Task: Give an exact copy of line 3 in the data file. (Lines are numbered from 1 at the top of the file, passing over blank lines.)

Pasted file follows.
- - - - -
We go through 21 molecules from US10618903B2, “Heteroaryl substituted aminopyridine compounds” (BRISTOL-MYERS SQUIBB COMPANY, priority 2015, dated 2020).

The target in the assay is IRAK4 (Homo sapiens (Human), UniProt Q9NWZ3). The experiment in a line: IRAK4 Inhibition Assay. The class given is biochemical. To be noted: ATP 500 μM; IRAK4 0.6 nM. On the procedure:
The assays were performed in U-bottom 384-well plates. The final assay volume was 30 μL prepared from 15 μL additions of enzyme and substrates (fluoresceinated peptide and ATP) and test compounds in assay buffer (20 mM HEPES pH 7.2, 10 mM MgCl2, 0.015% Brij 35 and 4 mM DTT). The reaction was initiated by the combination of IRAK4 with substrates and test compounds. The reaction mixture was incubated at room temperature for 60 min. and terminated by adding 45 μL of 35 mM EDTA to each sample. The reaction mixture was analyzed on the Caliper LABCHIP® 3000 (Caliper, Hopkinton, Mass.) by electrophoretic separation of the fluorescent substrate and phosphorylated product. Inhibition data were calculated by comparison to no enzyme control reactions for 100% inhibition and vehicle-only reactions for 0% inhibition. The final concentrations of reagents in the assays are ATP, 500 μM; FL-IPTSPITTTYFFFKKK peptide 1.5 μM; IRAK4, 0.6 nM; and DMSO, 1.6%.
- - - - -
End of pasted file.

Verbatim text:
The assays were performed in U-bottom 384-well plates. The final assay volume was 30 μL prepared from 15 μL additions of enzyme and substrates (fluoresceinated peptide and ATP) and test compounds in assay buffer (20 mM HEPES pH 7.2, 10 mM MgCl2, 0.015% Brij 35 and 4 mM DTT). The reaction was initiated by the combination of IRAK4 with substrates and test compounds. The reaction mixture was incubated at room temperature for 60 min. and terminated by adding 45 μL of 35 mM EDTA to each sample. The reaction mixture was analyzed on the Caliper LABCHIP® 3000 (Caliper, Hopkinton, Mass.) by electrophoretic separation of the fluorescent substrate and phosphorylated product. Inhibition data were calculated by comparison to no enzyme control reactions for 100% inhibition and vehicle-only reactions for 0% inhibition. The final concentrations of reagents in the assays are ATP, 500 μM; FL-IPTSPITTTYFFFKKK peptide 1.5 μM; IRAK4, 0.6 nM; and DMSO, 1.6%.